Public Entrepreneurship Turns IT Resources Into Revenue

All levels of American government are in the throes of being "reinvented." This complex and frequently unnerving phenomenon encompasses changes as diverse as privatization, the creation of public/private partnerships to deliver services and maintain infrastructure, and a far stronger emphasis on empowering-rather than servicing-local communities.

One of the more fascinating aspects of the reinvention process is "public entrepreneurship," or PE. While many contemporary modes of government operation have a distinctly entrepreneurial edge, PE is most often applied to activities that bring new dollars into general or departmental coffers by using publicly owned assets in ways not associated with their primary functions. Advertising in transportation systems is among the best known forms of PE. Other common forms include charges to operate food and amusement concessions in public parks, licensing fees paid by private companies to use government logos and space rentals for private functions in government facilities.

Do comparable PE opportunities exist for state and local government information technology managers? Certainly. Local government IT entrepreneurs who can visualize a use others might have for data they have generated, and who can appropriately package and market this data, are increasingly contributing to the bottom lines of their own departments and the general funds of their jurisdictions.

Los Angeles County-the nation's largest, and a government that has experienced some serious financial difficulties in recent years-illustrates how public entrepreneurship with an IT twist can be used to bring in new revenue.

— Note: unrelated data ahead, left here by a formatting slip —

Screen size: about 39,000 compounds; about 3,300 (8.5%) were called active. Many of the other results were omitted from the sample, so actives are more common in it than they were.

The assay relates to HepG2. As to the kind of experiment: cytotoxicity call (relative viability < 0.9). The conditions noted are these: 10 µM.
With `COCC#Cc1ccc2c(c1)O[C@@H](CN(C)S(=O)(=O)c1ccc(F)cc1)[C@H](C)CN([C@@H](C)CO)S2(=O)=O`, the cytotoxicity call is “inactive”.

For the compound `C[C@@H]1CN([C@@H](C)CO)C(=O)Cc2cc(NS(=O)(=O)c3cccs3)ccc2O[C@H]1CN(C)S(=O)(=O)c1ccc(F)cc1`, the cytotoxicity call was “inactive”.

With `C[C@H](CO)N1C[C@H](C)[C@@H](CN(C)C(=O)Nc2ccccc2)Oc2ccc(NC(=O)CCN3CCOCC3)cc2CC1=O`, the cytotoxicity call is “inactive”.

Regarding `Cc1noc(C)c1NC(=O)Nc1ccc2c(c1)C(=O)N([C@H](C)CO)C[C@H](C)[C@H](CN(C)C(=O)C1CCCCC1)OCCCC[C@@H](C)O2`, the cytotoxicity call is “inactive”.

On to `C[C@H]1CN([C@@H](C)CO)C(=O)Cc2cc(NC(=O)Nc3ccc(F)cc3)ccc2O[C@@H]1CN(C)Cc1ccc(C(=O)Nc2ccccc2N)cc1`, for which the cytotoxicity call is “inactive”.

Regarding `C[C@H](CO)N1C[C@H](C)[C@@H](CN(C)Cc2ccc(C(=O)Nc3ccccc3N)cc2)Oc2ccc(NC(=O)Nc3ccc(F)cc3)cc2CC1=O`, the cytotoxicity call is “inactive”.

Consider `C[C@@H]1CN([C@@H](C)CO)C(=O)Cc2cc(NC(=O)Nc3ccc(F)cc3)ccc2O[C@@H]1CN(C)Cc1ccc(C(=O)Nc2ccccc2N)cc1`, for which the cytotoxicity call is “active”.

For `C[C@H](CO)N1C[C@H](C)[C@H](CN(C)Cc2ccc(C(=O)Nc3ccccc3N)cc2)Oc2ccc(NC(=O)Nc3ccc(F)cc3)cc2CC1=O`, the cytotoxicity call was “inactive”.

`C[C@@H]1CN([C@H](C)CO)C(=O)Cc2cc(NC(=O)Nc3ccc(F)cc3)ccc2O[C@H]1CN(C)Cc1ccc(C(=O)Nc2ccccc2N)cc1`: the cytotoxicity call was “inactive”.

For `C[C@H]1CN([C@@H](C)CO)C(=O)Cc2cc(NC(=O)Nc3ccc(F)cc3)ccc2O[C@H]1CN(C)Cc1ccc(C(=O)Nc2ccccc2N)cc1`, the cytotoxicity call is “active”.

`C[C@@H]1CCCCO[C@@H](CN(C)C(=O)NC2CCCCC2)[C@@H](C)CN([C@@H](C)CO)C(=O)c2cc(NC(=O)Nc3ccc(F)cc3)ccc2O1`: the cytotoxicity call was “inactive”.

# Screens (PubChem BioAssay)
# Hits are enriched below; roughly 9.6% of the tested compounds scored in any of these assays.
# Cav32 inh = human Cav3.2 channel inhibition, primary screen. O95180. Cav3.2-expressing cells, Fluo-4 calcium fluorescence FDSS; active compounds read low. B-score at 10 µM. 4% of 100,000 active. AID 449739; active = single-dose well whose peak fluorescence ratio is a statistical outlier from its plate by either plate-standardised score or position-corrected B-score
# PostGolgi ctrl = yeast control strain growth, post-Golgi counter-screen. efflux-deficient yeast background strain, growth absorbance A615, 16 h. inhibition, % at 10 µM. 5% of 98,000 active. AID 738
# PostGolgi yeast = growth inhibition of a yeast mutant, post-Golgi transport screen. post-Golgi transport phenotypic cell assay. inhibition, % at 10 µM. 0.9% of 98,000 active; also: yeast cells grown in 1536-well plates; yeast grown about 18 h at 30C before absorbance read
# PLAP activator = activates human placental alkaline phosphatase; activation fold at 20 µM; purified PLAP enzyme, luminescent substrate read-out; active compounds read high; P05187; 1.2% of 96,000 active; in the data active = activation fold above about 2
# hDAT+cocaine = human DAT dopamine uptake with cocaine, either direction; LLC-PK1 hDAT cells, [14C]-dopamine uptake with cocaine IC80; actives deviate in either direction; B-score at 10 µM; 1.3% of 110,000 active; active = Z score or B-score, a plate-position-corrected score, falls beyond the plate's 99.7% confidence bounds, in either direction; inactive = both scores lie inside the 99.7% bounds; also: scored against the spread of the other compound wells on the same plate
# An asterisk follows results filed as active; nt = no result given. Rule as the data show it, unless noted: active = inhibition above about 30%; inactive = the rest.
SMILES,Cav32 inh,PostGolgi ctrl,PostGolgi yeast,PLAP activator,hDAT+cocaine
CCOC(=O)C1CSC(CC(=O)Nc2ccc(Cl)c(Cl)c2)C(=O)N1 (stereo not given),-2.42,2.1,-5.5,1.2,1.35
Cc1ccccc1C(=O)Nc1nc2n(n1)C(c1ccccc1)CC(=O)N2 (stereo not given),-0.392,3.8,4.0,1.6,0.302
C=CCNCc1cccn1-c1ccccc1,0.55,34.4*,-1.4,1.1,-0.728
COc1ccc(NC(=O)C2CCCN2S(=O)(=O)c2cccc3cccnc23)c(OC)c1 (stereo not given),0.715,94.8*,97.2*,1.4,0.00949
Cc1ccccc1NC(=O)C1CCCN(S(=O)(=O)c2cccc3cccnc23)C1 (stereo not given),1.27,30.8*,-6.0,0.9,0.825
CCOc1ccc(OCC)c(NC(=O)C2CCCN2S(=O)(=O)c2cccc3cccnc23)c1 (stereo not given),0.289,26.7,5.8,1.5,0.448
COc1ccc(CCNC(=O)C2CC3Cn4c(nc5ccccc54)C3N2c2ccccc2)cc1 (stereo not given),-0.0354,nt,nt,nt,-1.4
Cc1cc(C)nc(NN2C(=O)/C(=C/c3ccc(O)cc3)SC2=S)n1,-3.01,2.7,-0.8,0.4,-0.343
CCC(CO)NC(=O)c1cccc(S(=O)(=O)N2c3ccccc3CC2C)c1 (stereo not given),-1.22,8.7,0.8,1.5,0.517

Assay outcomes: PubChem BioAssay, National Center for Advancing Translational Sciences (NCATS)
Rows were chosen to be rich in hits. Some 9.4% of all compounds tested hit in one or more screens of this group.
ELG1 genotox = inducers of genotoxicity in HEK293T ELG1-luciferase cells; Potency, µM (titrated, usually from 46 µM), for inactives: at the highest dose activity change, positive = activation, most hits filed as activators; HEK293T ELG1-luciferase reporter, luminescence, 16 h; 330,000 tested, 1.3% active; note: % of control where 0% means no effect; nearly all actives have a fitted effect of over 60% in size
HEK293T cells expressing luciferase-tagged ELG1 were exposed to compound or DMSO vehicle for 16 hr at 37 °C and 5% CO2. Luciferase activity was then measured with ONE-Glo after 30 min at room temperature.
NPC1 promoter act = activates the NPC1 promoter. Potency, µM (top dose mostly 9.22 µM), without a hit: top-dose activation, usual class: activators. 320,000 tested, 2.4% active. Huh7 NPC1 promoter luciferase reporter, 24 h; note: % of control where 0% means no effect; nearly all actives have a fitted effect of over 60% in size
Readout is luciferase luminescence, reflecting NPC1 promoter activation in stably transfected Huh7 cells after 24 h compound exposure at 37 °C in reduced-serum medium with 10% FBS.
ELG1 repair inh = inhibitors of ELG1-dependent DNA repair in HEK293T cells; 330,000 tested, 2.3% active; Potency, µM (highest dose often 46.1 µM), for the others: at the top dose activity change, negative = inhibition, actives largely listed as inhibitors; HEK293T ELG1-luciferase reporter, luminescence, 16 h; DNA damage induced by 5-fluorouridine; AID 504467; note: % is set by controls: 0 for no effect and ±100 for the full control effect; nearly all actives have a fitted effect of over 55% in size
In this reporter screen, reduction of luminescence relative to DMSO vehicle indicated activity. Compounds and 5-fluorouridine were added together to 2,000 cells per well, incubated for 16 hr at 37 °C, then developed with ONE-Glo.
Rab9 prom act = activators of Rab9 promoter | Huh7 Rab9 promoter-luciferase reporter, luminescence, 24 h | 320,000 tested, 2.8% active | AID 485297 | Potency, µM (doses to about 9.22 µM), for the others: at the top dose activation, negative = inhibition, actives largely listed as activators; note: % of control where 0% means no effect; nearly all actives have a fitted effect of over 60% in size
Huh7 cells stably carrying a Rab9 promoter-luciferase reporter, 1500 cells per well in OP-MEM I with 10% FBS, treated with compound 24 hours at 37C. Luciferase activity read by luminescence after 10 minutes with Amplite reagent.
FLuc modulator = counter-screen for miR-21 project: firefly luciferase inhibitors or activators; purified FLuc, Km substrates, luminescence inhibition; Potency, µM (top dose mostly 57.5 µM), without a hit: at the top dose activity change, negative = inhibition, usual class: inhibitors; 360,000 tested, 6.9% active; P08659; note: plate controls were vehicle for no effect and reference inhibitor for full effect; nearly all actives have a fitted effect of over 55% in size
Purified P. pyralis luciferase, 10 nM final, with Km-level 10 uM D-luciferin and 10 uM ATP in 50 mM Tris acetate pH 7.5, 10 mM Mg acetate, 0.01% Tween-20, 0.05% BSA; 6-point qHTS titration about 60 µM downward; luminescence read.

In early 1995, the county began selling computer software it had developed for its food stamp verification program to other local governments in California. Another software package that aims to prevent welfare fraud by checking the fingerprints of recipients is generating more than $40,000 a month in royalties for the county's Public Social Services Department. In late 1995, the county also announced plans to sell electronic data produced by its court system to local law firms, with actual marketing handled by a private company. The county's share of revenue from this arrangement is projected at $1.2 million to $1.8 million annually.

How can IT managers and planners across the country tap their own local PE potential? The first step often is to conduct a PE audit. Just as management audits have become a widely accepted tool to help public officials better exploit their administrative resources, PE audits are an effective way to locate and evaluate data and technology assets created in-house that might have wide commercial appeal.

A typical PE audit seeks to:

* Identify and characterize categories of data and other computer-based technology that a jurisdiction or department has brought into being.

* Single out unique or exceptional items in this mix for which an outside market-another government entity or outside parties-might exist.

* Assess whether this market can best be tapped with in-house resources and personnel or in partnership with an outside party.

After a PE audit has pinpointed opportunities, the next step is to weigh these against possible problems. Would new PE projects represent unfair competition with private product or service providers? Does the projected cost involved seem excessive for the revenue likely to be generated? Would a large or politically powerful element in the community find a given project unsuitable?

Ultimately, what reinventing government means is that old boundary lines between the respective roles and responsibilities of the public and private sectors are vanishing. Within this context, it is vital for local officials-including IT managers-to cultivate skills that allow them to squeeze every dollar possible from the assets they bring into being and administer. It is equally important for these managers to do this in ways that lessen the need for higher taxes while enriching the marketplace with appealing and useful publicly created goods and services.

Michael Silverstein is the author of The Public Entrepreneurship Manual (How Local Governments Generate Billions of Dollars Annually Through Enterprising Use of Publicly-Owned Assets), Diane Publishing, libra.wcupa.edu:70/1/diane.

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